The most common job in each state in 1978.
Long story short: The most common jobs remaining are the ones that haven’t been automated and aren’t being done cheaper overseas.
The Greek debt crisis is not a conflict between Germany and Greece. It is the European Union acting as a debt collection agency for central bankers.
German working people get no benefit from the demand that the government of Greece impoverish the people of Greece so as to pay interest to the European Central Bank and the International Monetary Fund.
Some five years ago, I wrote a post about how Germany was a good role model for the USA, because its leaders were committed to industrial productivity and a high-wage economy. Unfortunately, the German leaders instead have taken the USA as a role model, and followed our downward path of financialization.
I believe that people who borrow money have a moral obligation to pay it back—if they can. I believe that there are other moral obligations that take precedence, such as the welfare of those who depend on you. That’s why the United States and other nations substituted bankruptcy laws for debtors’ prisons.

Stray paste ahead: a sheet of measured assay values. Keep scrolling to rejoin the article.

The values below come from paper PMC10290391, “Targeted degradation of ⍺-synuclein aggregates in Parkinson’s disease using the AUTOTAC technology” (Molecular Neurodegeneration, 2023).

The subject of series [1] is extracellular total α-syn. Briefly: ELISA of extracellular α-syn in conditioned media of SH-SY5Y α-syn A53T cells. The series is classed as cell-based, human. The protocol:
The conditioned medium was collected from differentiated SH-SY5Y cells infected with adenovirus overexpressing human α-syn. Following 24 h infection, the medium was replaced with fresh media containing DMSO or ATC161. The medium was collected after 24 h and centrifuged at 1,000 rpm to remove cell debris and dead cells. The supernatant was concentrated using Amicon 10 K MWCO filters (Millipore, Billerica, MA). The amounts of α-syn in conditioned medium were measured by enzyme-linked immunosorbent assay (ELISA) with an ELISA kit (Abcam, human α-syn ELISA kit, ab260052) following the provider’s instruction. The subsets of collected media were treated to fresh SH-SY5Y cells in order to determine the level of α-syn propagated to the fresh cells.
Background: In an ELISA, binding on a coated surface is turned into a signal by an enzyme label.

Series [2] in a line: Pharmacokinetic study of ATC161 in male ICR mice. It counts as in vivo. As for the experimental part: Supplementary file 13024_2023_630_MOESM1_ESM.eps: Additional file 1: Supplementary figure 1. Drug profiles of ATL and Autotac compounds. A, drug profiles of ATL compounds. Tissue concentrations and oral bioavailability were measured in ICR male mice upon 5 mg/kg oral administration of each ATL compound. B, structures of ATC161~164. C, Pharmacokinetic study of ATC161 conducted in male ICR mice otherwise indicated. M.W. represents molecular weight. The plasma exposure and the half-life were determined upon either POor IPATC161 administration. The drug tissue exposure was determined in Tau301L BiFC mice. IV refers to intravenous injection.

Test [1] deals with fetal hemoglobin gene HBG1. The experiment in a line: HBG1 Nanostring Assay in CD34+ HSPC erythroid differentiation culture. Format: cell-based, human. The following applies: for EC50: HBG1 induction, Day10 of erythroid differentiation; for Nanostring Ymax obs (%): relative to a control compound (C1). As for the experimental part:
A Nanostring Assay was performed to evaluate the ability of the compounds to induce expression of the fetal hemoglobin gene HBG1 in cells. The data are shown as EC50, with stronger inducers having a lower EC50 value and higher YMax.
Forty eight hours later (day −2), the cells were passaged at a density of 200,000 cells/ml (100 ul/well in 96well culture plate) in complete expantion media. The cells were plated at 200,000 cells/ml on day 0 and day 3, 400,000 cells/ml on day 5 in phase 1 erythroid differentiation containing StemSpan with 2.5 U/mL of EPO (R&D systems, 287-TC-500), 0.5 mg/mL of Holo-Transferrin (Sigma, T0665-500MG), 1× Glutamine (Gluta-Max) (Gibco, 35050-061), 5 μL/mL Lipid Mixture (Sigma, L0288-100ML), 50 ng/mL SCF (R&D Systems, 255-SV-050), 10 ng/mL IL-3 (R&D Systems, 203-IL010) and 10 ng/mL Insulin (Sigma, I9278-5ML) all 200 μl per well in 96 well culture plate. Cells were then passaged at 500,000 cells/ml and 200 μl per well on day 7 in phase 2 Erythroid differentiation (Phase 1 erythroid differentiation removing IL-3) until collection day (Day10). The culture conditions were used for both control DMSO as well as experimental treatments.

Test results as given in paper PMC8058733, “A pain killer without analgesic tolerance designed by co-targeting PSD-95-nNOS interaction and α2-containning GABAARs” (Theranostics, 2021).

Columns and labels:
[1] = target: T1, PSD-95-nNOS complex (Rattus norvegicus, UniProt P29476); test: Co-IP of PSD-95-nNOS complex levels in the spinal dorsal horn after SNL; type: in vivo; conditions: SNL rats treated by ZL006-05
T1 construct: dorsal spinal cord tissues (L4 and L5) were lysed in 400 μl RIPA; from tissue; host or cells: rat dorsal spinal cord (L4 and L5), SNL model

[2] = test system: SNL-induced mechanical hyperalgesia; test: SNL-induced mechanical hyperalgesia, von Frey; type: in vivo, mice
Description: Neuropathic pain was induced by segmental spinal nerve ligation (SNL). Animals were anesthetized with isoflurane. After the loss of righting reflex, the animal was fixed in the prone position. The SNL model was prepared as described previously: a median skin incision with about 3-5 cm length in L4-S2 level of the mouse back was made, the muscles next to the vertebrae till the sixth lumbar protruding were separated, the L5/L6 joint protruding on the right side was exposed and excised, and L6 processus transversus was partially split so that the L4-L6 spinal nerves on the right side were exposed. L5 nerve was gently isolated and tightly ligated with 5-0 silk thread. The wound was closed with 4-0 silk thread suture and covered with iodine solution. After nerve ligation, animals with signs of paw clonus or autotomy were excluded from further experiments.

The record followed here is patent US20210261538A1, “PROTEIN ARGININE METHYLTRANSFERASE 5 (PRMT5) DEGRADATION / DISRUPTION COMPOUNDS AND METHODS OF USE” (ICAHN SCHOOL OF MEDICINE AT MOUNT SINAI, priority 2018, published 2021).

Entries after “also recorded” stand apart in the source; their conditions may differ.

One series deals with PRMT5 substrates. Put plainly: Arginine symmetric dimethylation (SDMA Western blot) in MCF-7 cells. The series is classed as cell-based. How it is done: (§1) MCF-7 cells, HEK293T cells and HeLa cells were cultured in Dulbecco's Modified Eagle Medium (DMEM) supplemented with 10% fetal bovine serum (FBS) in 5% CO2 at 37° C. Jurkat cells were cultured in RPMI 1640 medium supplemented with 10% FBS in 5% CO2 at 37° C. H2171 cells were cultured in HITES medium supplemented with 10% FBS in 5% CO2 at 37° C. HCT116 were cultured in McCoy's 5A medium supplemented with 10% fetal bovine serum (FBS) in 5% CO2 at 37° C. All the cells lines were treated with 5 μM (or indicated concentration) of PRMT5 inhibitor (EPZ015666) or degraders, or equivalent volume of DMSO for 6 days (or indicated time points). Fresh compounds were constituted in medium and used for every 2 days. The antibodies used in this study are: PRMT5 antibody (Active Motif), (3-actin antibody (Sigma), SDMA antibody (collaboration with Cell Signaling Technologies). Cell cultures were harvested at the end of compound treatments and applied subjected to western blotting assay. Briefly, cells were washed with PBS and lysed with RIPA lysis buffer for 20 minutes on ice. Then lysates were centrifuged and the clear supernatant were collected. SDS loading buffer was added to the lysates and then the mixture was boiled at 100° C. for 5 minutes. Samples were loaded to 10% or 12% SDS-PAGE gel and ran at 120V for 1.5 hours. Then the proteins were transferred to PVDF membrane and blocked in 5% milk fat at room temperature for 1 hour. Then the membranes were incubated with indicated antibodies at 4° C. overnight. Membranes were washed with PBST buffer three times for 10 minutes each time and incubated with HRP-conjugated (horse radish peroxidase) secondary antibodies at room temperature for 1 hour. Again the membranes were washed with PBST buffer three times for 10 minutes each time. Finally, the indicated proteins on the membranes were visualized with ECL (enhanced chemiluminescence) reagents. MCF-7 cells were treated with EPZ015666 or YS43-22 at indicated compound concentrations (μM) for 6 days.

The Greek debt problem would have solved itself if Greece had its own currency instead of the Euro. As Greece’s balance of trade worsened, its currency would be devalued and its products and services (including the tourist industry) would become cheaper in terms of dollars and euros.
The great fear of the “troika”–the ECB, IMP and the leaders of the European Union–is that Greece will stop using the euro, and that some of the other 17 countries that use the euro will follow suit. That might be a problem for bond-holders. I don’t see it as a problem for ordinary people in Germany, the USA or any other country.
It’s the class conflict, stupid! by David Ruccio on occasional links and commentary.
Europe: Shaking the Temple by Conn Hallinan for Dispatches from the Edge. (Hat tip to Bill Harvey)
From Minsk to Brussels, it’s all about Germany by Pepe Escobar for RT Op-Edge.
The 30 companies that make up the Dow Jones Industrial Averages took in an average profit of $48,887 per employee last year. It would be interesting to know what those employees’ average incomes were.
Five years into recovery, Dow companies squeeze workers as investors thrive by Michael Santoli for Yahoo Finance.
Another image of labor’s broken back: $48,887 in profit per employee! by Daniel Becker for Angry Bear. (Hat tip to naked capitalism)